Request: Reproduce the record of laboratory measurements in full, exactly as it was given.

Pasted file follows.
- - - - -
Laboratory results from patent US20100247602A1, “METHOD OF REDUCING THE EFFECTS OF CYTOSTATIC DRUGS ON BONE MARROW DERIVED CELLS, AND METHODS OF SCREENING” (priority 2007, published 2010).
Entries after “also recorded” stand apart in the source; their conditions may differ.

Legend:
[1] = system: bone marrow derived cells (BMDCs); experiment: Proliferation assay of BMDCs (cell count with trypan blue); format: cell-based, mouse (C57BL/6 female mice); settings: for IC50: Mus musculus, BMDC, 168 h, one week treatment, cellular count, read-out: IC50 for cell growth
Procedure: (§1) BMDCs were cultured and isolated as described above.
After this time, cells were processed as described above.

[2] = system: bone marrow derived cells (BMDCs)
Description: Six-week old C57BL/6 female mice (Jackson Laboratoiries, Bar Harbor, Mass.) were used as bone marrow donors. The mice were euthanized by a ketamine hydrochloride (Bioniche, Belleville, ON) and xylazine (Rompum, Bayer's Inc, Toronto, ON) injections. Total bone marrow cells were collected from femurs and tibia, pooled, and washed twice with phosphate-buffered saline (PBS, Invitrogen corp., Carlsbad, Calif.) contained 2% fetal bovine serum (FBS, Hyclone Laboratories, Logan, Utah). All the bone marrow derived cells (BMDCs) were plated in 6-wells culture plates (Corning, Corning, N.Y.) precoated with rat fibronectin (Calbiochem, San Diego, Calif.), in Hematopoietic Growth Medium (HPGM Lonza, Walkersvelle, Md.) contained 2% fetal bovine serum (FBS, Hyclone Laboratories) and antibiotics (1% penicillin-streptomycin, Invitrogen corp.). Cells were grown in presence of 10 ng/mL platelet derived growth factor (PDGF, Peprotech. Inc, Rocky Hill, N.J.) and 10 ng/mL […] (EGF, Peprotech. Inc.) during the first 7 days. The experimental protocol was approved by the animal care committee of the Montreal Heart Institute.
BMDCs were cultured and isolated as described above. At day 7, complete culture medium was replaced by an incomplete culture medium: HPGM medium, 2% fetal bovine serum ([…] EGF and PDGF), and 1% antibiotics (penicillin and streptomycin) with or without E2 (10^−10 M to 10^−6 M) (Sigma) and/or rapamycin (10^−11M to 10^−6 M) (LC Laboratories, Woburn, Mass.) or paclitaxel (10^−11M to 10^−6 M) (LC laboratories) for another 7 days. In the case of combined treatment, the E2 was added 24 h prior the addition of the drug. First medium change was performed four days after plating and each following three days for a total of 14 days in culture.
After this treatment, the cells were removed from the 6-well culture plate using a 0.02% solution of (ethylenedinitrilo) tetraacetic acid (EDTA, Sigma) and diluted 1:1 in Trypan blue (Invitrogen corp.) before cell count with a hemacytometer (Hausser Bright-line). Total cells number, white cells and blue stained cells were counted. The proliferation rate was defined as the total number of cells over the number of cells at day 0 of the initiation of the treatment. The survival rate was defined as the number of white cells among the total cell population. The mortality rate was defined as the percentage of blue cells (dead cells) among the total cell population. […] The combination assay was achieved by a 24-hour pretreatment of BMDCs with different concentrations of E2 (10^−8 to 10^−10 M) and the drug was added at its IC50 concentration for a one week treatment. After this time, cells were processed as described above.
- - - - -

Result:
Laboratory results from patent US20100247602A1, “METHOD OF REDUCING THE EFFECTS OF CYTOSTATIC DRUGS ON BONE MARROW DERIVED CELLS, AND METHODS OF SCREENING” (priority 2007, published 2010).
Entries after “also recorded” stand apart in the source; their conditions may differ.

Legend:
[1] = system: bone marrow derived cells (BMDCs); experiment: Proliferation assay of BMDCs (cell count with trypan blue); format: cell-based, mouse (C57BL/6 female mice); settings: for IC50: Mus musculus, BMDC, 168 h, one week treatment, cellular count, read-out: IC50 for cell growth
Procedure: (§1) BMDCs were cultured and isolated as described above.
After this time, cells were processed as described above.

[2] = system: bone marrow derived cells (BMDCs)
Description: Six-week old C57BL/6 female mice (Jackson Laboratoiries, Bar Harbor, Mass.) were used as bone marrow donors. The mice were euthanized by a ketamine hydrochloride (Bioniche, Belleville, ON) and xylazine (Rompum, Bayer's Inc, Toronto, ON) injections. Total bone marrow cells were collected from femurs and tibia, pooled, and washed twice with phosphate-buffered saline (PBS, Invitrogen corp., Carlsbad, Calif.) contained 2% fetal bovine serum (FBS, Hyclone Laboratories, Logan, Utah). All the bone marrow derived cells (BMDCs) were plated in 6-wells culture plates (Corning, Corning, N.Y.) precoated with rat fibronectin (Calbiochem, San Diego, Calif.), in Hematopoietic Growth Medium (HPGM Lonza, Walkersvelle, Md.) contained 2% fetal bovine serum (FBS, Hyclone Laboratories) and antibiotics (1% penicillin-streptomycin, Invitrogen corp.). Cells were grown in presence of 10 ng/mL platelet derived growth factor (PDGF, Peprotech. Inc, Rocky Hill, N.J.) and 10 ng/mL […] (EGF, Peprotech. Inc.) during the first 7 days. The experimental protocol was approved by the animal care committee of the Montreal Heart Institute.
BMDCs were cultured and isolated as described above. At day 7, complete culture medium was replaced by an incomplete culture medium: HPGM medium, 2% fetal bovine serum ([…] EGF and PDGF), and 1% antibiotics (penicillin and streptomycin) with or without E2 (10^−10 M to 10^−6 M) (Sigma) and/or rapamycin (10^−11M to 10^−6 M) (LC Laboratories, Woburn, Mass.) or paclitaxel (10^−11M to 10^−6 M) (LC laboratories) for another 7 days. In the case of combined treatment, the E2 was added 24 h prior the addition of the drug. First medium change was performed four days after plating and each following three days for a total of 14 days in culture.
After this treatment, the cells were removed from the 6-well culture plate using a 0.02% solution of (ethylenedinitrilo) tetraacetic acid (EDTA, Sigma) and diluted 1:1 in Trypan blue (Invitrogen corp.) before cell count with a hemacytometer (Hausser Bright-line). Total cells number, white cells and blue stained cells were counted. The proliferation rate was defined as the total number of cells over the number of cells at day 0 of the initiation of the treatment. The survival rate was defined as the number of white cells among the total cell population. The mortality rate was defined as the percentage of blue cells (dead cells) among the total cell population. […] The combination assay was achieved by a 24-hour pretreatment of BMDCs with different concentrations of E2 (10^−8 to 10^−10 M) and the drug was added at its IC50 concentration for a one week treatment. After this time, cells were processed as described above.